15. Effects of acute caffeine ingestion on resistance training performance and perceptual responses during repeated sets to failure.

    Science.gov (United States)

    Da Silva, V L; Messias, F R; Zanchi, N E; Gerlinger-Romero, F; Duncan, M J; Guimarães-Ferreira, L

    2015-05-01

    The aim of the present study was to evaluate the effect of oral caffeine ingestion during repeated sets of resistance. Fourteen moderately resistance-trained men (20.9 ± 0.36 years and 77.62 ± 2.07 kg of body weight) ingested a dose of caffeine (5 mg.kg-1) or placebo prior to 3 sets of bench press and 3 sets of leg press exercises, respectively. The study used a double-blind, counterbalanced, crossover design. Repetitions completed and total weight lifted were recorded in each set. Readiness to invest in both physical (RTIPE) and mental (RTIME) effort were assessed prior each set, and rating of perceived exertion (RPE) was recorded after each set. Rest and peak heart rates were determined via telemetry. Caffeine ingestion result in increased number of repetitions to failure in bench press (F[1,13]=6.16, P=0.027) and leg press (F[1,13]=9.33, P=0.009) compared to placebo. The sum of repetitions performed in the 3 sets was 11.60% higher in bench press (26.86 ± 1.74; caffeine: 30.00 ± 1.87; P=0.027) and 19.10% in leg press (placebo: 40.0 ± 4.22; caffeine: 47.64 ± 4.69; P=0.009). Also, RTIME was increased in the caffeine condition both in bench press (F[1,13]=7.02, P=0.02) and in leg press (F[1,13]=5.41, P=0.03). There were no differences in RPE, RTIPE and HR (P>0.05) across conditions. Acute caffeine ingestion can improve performance in repeated sets to failure and increase RTIME in resistance-trained men.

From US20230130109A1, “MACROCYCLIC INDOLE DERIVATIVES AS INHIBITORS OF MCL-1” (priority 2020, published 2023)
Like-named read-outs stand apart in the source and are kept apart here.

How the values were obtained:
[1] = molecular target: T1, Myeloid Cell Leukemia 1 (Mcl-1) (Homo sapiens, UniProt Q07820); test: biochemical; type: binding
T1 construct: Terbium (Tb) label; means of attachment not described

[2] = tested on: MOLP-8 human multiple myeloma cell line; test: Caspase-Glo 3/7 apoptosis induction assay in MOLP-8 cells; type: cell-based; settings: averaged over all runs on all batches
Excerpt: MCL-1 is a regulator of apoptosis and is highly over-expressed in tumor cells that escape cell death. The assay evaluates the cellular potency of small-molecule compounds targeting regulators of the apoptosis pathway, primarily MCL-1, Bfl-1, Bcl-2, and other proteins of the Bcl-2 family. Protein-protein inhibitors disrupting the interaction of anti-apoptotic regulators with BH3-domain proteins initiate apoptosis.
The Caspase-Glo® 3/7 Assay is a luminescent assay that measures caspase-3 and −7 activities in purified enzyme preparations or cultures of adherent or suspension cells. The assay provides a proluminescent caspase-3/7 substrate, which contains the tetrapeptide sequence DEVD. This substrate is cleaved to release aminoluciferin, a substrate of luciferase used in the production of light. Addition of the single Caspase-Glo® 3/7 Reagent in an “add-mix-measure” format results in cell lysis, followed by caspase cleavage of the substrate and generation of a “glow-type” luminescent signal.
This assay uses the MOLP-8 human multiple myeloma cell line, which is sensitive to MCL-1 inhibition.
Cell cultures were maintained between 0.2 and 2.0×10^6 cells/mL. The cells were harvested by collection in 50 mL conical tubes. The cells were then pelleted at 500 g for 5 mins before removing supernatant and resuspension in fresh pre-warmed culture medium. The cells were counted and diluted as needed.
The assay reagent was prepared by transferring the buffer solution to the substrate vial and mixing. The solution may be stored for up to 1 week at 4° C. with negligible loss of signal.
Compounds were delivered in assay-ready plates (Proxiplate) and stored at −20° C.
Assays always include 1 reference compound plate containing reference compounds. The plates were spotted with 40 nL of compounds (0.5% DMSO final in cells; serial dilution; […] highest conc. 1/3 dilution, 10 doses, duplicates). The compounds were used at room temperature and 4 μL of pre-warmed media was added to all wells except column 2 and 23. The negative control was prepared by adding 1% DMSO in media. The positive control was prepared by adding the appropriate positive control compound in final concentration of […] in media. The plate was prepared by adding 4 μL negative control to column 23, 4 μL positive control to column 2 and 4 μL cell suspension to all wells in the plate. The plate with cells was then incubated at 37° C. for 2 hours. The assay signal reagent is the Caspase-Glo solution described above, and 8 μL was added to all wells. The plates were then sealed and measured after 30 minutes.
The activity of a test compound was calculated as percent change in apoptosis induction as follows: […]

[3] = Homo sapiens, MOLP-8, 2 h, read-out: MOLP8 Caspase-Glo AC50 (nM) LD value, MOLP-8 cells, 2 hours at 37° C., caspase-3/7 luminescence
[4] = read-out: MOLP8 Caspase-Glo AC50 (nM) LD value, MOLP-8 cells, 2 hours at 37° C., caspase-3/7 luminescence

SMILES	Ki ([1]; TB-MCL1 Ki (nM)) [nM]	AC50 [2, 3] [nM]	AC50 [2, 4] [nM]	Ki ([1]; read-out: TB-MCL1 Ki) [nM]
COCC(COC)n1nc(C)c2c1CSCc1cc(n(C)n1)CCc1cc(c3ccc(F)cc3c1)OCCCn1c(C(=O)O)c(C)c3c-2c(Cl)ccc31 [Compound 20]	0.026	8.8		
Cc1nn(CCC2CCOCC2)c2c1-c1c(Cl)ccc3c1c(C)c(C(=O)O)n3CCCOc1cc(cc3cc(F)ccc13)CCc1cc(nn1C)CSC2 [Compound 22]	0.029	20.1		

16. Illusory conjunctions and perceptual grouping in a visual search task in schizophrenia.

    Science.gov (United States)

    Carr, V J; Dewis, S A; Lewin, T J

    1998-07-27